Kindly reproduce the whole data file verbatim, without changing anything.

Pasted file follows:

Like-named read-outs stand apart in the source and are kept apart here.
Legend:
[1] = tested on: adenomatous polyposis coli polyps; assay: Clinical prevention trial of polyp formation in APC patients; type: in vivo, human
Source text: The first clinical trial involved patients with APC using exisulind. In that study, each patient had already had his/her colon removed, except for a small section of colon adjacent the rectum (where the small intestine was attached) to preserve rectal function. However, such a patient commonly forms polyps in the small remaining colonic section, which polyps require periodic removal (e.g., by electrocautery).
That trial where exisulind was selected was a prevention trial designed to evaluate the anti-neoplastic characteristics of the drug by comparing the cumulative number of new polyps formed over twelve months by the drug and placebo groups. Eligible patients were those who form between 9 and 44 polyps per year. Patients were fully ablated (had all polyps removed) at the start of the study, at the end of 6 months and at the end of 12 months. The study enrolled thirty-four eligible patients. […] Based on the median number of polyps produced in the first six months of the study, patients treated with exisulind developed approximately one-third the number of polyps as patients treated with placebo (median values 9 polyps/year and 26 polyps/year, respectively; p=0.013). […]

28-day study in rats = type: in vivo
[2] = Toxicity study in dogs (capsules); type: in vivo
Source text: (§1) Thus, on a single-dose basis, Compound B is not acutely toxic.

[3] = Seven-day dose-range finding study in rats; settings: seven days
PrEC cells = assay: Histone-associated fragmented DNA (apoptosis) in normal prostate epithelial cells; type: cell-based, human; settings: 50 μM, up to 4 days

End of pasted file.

Like-named read-outs stand apart in the source and are kept apart here.
Legend:
[1] = tested on: adenomatous polyposis coli polyps; assay: Clinical prevention trial of polyp formation in APC patients; type: in vivo, human
Source text: The first clinical trial involved patients with APC using exisulind. In that study, each patient had already had his/her colon removed, except for a small section of colon adjacent the rectum (where the small intestine was attached) to preserve rectal function. However, such a patient commonly forms polyps in the small remaining colonic section, which polyps require periodic removal (e.g., by electrocautery).
That trial where exisulind was selected was a prevention trial designed to evaluate the anti-neoplastic characteristics of the drug by comparing the cumulative number of new polyps formed over twelve months by the drug and placebo groups. Eligible patients were those who form between 9 and 44 polyps per year. Patients were fully ablated (had all polyps removed) at the start of the study, at the end of 6 months and at the end of 12 months. The study enrolled thirty-four eligible patients. […] Based on the median number of polyps produced in the first six months of the study, patients treated with exisulind developed approximately one-third the number of polyps as patients treated with placebo (median values 9 polyps/year and 26 polyps/year, respectively; p=0.013). […]

28-day study in rats = type: in vivo
[2] = Toxicity study in dogs (capsules); type: in vivo
Source text: (§1) Thus, on a single-dose basis, Compound B is not acutely toxic.

[3] = Seven-day dose-range finding study in rats; settings: seven days
PrEC cells = assay: Histone-associated fragmented DNA (apoptosis) in normal prostate epithelial cells; type: cell-based, human; settings: 50 μM, up to 4 days